Mentoring program starts anew in District 518WORTHINGTON — Studies show that nearly half of all teachers leave the profession within their first five years of teaching.
By: Laura Grevas, Worthington Daily Globe
WORTHINGTON — Studies show that nearly half of all teachers leave the profession within their first five years of teaching.
District 518 hopes to change that with the revival of its Teacher Induction program, a longtime initiative that been reformalized this year and last.
The K-12 program aims to retain new teachers by providing the training and support they need to be successful in their new school.
Through the mentoring component of the program, those teachers considered “new-to-the-profession” are matched with veteran instructors who use the same curriculum or teach the same subject matter as their mentees. According to documents provided by the district, mentors are expected to keep in regular contact with their mentees, and are given a list of talking points to broach with their mentee throughout the year.
New teachers develop their own teaching styles while gaining insight into classroom management, communication with parents, student motivation and assessment, and more through conversations with their mentors.
This year, there are 18 new teachers involved in the program. But the initiative also extends to non-tenured teachers starting their second and third year in the district, as well as new veteran teachers. They join the mentored teachers for short seminars throughout the year and can choose to have a mentor of their own.
In short, said Coordinator of Teaching and Learning Tammy Timko, those new to the district stay in the program in some form until they are tenured.
Timko said holding on to teachers is important for both student achievement and the district’s finances.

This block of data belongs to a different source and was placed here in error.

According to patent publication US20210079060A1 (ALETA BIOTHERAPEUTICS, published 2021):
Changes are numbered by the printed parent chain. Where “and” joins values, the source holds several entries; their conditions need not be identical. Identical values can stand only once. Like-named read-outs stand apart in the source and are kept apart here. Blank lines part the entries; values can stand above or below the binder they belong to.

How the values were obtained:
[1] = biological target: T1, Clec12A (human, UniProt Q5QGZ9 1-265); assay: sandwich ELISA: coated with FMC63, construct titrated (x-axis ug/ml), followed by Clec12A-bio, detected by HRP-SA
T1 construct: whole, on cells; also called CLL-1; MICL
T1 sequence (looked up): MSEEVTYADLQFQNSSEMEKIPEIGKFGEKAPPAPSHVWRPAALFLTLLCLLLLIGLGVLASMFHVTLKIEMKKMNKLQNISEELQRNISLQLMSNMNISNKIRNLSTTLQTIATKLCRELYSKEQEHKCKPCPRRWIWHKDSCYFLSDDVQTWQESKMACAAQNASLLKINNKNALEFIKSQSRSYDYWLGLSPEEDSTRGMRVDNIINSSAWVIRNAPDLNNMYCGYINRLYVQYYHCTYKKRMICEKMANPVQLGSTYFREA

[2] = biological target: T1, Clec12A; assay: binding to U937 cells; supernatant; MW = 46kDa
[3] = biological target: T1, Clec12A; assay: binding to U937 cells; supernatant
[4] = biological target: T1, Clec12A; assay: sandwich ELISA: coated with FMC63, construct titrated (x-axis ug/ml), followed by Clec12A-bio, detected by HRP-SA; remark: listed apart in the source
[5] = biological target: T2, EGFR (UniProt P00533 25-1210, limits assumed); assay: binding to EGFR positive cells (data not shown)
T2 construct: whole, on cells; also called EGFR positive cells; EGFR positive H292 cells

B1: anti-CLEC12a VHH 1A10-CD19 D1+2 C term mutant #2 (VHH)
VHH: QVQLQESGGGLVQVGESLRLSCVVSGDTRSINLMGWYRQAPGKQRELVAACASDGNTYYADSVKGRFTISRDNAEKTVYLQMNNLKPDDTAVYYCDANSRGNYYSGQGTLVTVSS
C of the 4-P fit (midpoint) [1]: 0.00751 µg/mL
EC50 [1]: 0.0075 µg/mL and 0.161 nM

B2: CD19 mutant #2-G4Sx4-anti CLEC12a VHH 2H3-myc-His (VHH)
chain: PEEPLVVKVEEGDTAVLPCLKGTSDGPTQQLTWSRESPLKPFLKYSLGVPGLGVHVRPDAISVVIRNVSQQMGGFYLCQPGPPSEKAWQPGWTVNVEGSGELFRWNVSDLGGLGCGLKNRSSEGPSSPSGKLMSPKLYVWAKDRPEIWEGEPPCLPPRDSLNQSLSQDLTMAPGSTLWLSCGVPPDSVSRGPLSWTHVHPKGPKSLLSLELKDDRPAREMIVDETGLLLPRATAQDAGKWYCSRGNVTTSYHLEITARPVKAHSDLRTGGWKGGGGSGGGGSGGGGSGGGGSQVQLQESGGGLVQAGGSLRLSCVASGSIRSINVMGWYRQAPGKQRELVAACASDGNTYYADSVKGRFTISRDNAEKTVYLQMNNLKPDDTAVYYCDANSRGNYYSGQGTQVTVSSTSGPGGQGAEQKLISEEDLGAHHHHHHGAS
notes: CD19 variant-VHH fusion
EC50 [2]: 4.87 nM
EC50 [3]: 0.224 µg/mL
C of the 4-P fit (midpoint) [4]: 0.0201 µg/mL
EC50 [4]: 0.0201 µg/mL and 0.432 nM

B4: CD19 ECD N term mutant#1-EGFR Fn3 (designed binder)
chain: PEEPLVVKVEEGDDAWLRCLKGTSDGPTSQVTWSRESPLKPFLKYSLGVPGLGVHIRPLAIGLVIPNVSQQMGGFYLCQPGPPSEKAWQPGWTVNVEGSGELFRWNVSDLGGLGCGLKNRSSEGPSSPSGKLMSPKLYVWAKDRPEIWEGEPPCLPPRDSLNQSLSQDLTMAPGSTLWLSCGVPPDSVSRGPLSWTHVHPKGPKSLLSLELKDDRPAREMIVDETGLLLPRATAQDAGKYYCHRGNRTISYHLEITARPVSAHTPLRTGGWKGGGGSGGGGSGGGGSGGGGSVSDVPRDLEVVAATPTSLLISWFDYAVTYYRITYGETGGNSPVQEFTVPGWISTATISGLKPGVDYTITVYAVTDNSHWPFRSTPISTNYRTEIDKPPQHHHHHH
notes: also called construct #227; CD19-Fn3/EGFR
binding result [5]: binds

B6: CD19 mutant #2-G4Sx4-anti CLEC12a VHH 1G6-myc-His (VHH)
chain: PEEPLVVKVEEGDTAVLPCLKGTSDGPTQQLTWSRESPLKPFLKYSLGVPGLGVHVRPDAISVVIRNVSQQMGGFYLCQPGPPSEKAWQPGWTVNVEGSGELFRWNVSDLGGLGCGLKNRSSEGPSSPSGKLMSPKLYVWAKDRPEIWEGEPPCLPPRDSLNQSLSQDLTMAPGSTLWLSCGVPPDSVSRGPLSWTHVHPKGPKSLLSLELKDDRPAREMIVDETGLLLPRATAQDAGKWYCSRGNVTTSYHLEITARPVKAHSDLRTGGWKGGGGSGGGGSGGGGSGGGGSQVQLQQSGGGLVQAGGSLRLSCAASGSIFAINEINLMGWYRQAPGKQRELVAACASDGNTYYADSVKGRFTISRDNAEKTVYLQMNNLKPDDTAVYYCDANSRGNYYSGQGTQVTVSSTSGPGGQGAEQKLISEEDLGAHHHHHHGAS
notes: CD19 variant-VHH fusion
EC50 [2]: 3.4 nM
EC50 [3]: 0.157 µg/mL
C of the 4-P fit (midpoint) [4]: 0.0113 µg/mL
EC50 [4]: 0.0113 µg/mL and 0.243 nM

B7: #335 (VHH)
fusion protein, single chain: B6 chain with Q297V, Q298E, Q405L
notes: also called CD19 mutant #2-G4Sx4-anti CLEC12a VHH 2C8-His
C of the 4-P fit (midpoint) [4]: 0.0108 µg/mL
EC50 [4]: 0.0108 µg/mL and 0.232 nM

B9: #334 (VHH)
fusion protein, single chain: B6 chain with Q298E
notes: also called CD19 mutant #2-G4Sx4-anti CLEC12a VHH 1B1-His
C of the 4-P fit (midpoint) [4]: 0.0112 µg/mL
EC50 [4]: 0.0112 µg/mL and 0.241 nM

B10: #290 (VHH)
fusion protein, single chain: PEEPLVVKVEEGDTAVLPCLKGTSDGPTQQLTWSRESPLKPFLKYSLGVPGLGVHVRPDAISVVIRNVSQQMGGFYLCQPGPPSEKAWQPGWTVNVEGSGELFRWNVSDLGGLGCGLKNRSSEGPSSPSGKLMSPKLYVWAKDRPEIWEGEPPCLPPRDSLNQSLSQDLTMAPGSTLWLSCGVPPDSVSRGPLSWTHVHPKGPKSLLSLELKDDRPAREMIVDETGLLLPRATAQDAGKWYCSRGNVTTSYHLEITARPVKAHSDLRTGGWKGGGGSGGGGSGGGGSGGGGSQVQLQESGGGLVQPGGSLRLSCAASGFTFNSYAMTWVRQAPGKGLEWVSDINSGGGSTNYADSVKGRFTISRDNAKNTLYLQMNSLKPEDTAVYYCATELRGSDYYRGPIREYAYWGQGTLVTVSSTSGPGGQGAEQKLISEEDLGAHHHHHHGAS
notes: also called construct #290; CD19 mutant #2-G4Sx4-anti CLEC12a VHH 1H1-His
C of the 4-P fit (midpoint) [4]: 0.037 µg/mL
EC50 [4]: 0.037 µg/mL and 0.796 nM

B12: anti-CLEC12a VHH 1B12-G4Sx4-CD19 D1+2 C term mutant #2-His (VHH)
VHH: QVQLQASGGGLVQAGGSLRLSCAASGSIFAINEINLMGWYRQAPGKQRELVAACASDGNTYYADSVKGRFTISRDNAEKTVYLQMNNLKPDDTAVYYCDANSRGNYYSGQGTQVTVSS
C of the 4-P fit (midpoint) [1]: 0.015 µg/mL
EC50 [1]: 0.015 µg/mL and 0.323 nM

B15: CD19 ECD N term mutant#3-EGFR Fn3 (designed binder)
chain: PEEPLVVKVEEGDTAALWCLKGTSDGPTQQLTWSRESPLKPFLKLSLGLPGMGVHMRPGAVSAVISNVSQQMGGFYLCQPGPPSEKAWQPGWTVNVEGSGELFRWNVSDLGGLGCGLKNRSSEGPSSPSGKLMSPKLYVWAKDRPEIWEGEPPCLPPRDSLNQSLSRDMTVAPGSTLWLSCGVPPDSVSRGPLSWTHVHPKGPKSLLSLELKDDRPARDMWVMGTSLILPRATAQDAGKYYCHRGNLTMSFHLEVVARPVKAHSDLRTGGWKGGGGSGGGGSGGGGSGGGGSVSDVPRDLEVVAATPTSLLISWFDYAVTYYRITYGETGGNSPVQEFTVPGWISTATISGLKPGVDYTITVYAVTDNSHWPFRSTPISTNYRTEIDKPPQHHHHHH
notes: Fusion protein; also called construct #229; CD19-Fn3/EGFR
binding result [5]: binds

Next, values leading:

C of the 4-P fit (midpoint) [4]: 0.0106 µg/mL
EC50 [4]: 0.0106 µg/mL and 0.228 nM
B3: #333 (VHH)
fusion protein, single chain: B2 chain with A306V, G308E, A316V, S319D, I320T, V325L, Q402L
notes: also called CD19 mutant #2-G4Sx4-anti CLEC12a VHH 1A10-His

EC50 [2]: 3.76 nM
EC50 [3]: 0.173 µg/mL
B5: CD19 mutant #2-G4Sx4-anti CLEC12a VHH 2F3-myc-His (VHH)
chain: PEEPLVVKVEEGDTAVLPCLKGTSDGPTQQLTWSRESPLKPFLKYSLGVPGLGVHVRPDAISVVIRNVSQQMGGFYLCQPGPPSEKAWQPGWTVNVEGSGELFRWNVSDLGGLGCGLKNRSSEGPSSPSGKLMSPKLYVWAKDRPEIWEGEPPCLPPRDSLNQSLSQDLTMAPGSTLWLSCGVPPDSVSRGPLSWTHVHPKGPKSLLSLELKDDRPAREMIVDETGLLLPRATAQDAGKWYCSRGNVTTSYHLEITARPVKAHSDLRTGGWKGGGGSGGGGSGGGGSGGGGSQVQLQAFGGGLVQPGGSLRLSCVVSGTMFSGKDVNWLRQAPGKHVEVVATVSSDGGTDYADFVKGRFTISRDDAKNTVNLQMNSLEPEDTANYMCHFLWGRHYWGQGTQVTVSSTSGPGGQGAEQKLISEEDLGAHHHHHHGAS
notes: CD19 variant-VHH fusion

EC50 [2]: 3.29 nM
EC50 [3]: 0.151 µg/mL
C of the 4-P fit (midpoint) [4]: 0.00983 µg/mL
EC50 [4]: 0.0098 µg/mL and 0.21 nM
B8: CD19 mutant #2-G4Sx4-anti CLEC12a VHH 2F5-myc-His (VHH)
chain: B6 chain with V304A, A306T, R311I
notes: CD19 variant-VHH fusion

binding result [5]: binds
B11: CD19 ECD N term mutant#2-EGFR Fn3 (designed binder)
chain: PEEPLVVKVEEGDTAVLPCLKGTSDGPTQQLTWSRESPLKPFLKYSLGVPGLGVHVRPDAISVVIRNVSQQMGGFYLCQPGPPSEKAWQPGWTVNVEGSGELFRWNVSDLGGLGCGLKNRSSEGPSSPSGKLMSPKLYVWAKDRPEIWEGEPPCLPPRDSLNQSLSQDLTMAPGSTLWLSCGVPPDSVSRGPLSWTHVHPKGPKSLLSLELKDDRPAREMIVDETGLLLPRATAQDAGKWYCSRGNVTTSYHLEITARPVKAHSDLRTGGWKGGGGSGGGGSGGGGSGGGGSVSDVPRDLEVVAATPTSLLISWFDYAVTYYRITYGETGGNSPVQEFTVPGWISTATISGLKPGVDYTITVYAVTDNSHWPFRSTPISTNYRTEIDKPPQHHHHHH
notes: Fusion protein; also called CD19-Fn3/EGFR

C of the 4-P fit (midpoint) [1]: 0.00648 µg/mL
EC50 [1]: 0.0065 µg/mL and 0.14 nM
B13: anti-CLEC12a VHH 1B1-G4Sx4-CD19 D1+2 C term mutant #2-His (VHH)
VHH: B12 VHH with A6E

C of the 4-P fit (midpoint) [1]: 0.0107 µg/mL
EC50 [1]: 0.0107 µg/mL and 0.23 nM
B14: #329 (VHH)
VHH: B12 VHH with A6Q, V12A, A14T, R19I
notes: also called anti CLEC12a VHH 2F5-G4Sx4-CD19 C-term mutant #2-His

“(If) we’re always bringing in new teachers, that costs the district a fair amount of money to train new teachers. So it’s a money issue and a quality issue,” she said.
It costs the district an estimated $5,000 to hire and train a new teacher, compared with the maximum $600 stipend paid to mentors. In a January Daily Globe column describing the program, Timko also wrote that “new teachers who start their career with support and encouragement from experienced teachers are more likely to positively affect student achievement.”
Stacy Dibble and Zach Dingmann, both fifth-grade teachers at Prairie Elementary, are one of the district’s mentor-mentee relationships. Dibble is in her 21st year of teaching and her sixth at Prairie. Dingmann is new to the district, but has two years of teaching experience in Las Vegas.
“Mainly the relationship is helping him to navigate our school,” Dibble said “He’s not exactly a rookie where we have to talk about starting in the classroom; it’s more ‘where do you find paperwork?’ and ‘how do I manage the schedule?’
“I think if they didn’t have a mentor it would be frustrating for them,” Dibble added. “It’s such a big school, and just starting out you maybe don’t have all the tricks of the trade that maybe a teacher would have.”
Dingmann said the mentorship has definitely helped him, especially learning “where to get resources, how the school is run, and where to go to get things,” he said. “It’s kind of nice to have a person that’s a go-to person.”
“It’s a very positive program,” said Dibble, whose classroom is next door to Dingmann’s. “There’s a lot of passion and excitement (among) new teachers.”